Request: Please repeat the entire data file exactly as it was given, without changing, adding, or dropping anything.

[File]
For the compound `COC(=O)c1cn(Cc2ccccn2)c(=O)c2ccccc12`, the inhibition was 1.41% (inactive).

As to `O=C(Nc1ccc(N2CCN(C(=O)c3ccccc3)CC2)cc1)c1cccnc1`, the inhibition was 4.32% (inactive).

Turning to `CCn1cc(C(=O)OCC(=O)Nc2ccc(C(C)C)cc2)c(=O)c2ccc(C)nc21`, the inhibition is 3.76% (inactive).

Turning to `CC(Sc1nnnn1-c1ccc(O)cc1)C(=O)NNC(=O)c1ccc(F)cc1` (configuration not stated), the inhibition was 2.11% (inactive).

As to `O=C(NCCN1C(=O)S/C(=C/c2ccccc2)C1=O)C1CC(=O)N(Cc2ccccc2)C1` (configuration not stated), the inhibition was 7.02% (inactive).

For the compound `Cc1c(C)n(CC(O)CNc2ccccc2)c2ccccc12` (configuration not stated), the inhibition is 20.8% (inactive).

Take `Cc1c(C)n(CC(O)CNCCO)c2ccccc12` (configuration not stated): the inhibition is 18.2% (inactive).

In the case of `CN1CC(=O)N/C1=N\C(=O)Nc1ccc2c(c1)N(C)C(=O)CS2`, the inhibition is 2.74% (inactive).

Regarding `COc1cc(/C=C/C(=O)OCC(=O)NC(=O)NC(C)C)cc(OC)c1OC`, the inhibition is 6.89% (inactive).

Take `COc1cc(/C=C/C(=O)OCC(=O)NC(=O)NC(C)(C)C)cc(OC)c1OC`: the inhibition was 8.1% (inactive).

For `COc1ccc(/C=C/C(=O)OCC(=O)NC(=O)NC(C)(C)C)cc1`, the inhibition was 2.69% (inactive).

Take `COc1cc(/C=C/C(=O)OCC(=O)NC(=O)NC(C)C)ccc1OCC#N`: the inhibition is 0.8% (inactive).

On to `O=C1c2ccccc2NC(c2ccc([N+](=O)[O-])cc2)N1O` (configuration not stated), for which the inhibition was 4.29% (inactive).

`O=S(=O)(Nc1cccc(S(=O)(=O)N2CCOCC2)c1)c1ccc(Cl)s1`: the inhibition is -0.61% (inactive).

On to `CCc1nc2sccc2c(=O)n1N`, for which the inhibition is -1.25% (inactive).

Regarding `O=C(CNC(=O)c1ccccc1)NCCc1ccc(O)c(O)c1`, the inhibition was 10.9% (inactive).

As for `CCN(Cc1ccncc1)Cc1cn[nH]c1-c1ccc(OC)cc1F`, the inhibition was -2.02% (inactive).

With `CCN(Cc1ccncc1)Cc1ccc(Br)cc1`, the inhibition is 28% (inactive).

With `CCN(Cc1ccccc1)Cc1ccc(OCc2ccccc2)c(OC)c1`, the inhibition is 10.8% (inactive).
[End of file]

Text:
For the compound `COC(=O)c1cn(Cc2ccccn2)c(=O)c2ccccc12`, the inhibition was 1.41% (inactive).

As to `O=C(Nc1ccc(N2CCN(C(=O)c3ccccc3)CC2)cc1)c1cccnc1`, the inhibition was 4.32% (inactive).

Turning to `CCn1cc(C(=O)OCC(=O)Nc2ccc(C(C)C)cc2)c(=O)c2ccc(C)nc21`, the inhibition is 3.76% (inactive).

Turning to `CC(Sc1nnnn1-c1ccc(O)cc1)C(=O)NNC(=O)c1ccc(F)cc1` (configuration not stated), the inhibition was 2.11% (inactive).

As to `O=C(NCCN1C(=O)S/C(=C/c2ccccc2)C1=O)C1CC(=O)N(Cc2ccccc2)C1` (configuration not stated), the inhibition was 7.02% (inactive).

For the compound `Cc1c(C)n(CC(O)CNc2ccccc2)c2ccccc12` (configuration not stated), the inhibition is 20.8% (inactive).

Take `Cc1c(C)n(CC(O)CNCCO)c2ccccc12` (configuration not stated): the inhibition is 18.2% (inactive).

In the case of `CN1CC(=O)N/C1=N\C(=O)Nc1ccc2c(c1)N(C)C(=O)CS2`, the inhibition is 2.74% (inactive).

Regarding `COc1cc(/C=C/C(=O)OCC(=O)NC(=O)NC(C)C)cc(OC)c1OC`, the inhibition is 6.89% (inactive).

Take `COc1cc(/C=C/C(=O)OCC(=O)NC(=O)NC(C)(C)C)cc(OC)c1OC`: the inhibition was 8.1% (inactive).

For `COc1ccc(/C=C/C(=O)OCC(=O)NC(=O)NC(C)(C)C)cc1`, the inhibition was 2.69% (inactive).

Take `COc1cc(/C=C/C(=O)OCC(=O)NC(=O)NC(C)C)ccc1OCC#N`: the inhibition is 0.8% (inactive).

On to `O=C1c2ccccc2NC(c2ccc([N+](=O)[O-])cc2)N1O` (configuration not stated), for which the inhibition was 4.29% (inactive).

`O=S(=O)(Nc1cccc(S(=O)(=O)N2CCOCC2)c1)c1ccc(Cl)s1`: the inhibition is -0.61% (inactive).

On to `CCc1nc2sccc2c(=O)n1N`, for which the inhibition is -1.25% (inactive).

Regarding `O=C(CNC(=O)c1ccccc1)NCCc1ccc(O)c(O)c1`, the inhibition was 10.9% (inactive).

As for `CCN(Cc1ccncc1)Cc1cn[nH]c1-c1ccc(OC)cc1F`, the inhibition was -2.02% (inactive).

With `CCN(Cc1ccncc1)Cc1ccc(Br)cc1`, the inhibition is 28% (inactive).

With `CCN(Cc1ccccc1)Cc1ccc(OCc2ccccc2)c(OC)c1`, the inhibition is 10.8% (inactive).